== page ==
NCAS youth findings are crystal clear: We cannot stop prevention work.
Today the Australia’s National Research Organisation for Women’s Safety (ANROWS) has released the findings of the 2017 National Community Attitudes Towards Violence Against Women Survey (NCAS) based on the responses of 1,761 young Australians aged 16-24 years.
NCAS is the world’s longest running survey of its kind, with responses from 17,500 Australians aged 16 years and over and provides an understanding of Australians’ beliefs and attitudes towards violence against women, as well as gender equality – mapping shifts in perception and knowledge over time. A number of findings are of concern to Gender Equity Victoria (GEN VIC), the Victorian peak body for gender equity, the promotion of women’s sexual and reproductive health and the prevention of violence against women.
Commenting on the findings, GEN VIC Chair, Kit McMahon said, “The NCAS youth report makes clear that a disturbing number of young men don’t understand that controlling behaviours in relationships are a problem. Twenty-percent of young men not understanding that repeatedly keeping track of location, calls or activities through mobile phone or other devices without consent is a form of violence against women. Young people’s lack of understanding about consent is also alarming and in some instances supports victim-blaming”.
McMahon is referring to the finding that around 1 in 7 young Australians believe a man would be justified to force sex if the women initiated it, but then changed her mind and pushed him away and nearly a third of young men believe that ‘a lot of times, women who say they were raped had led the man on and then had regrets’.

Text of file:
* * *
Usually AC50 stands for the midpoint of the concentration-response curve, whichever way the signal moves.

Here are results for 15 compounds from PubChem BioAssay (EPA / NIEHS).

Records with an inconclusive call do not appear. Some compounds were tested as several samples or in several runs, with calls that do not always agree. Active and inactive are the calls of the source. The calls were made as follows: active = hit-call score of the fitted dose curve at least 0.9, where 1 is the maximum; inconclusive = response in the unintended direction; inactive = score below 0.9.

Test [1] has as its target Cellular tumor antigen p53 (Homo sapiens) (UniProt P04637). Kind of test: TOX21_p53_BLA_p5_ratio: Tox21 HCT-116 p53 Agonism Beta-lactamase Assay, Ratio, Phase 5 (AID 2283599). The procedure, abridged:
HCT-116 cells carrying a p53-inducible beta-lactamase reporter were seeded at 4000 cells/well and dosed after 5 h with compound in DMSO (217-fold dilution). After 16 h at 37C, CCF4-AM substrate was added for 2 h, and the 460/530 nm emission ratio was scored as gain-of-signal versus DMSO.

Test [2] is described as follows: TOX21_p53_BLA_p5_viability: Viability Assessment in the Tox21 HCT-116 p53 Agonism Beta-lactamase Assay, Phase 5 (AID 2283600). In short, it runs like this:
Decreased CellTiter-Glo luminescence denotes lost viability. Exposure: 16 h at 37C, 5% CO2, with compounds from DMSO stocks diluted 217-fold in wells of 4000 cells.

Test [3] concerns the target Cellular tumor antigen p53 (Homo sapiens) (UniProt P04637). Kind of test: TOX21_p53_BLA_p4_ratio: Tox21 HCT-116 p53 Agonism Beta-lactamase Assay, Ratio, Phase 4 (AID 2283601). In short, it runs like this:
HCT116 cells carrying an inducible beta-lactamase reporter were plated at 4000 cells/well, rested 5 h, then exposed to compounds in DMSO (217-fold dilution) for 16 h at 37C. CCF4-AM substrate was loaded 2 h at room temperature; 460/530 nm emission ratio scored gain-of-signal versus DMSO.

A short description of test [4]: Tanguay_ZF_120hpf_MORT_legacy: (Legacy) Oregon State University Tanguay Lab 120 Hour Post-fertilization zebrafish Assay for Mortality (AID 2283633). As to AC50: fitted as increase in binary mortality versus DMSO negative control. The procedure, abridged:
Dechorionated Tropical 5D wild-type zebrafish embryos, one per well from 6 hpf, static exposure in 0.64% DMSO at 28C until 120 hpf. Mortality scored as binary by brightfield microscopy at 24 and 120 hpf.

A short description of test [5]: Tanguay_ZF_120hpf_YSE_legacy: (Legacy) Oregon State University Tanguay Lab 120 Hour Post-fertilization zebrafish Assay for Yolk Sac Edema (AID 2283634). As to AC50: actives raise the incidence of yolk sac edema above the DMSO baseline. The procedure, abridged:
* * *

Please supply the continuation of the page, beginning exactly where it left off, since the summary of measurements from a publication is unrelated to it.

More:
“Relatedly, over 2 in 5 young Australians (43%) support the statement ‘I think it’s natural for a man to want to appear in control of his partner in front of his male friends’. We know that gender inequity is a key driver of violence against women and this makes clear that the attitudes we need to tackle are starting young.”
Despite the negative findings, there has been an improvement in young people’s attitudes to violence against women and gender equality in 20 of the 36 questions asked in both the 2013 and 2017 surveys.
McMahon believes that the improvement is the result of greater prevention of violence against women work but that this work must not stop: “people believe that improvements in gender equality mean that men and women are now equal. We need to educate people in the structural barriers that women continue to face and the social and cultural norms around masculinity and femininity that do such damage to young people, particularly those who are gender diverse.”
“It is more important than ever that governments take note of these findings and provide long-term and consistent funding for the prevention of violence against women”, concluded McMahon.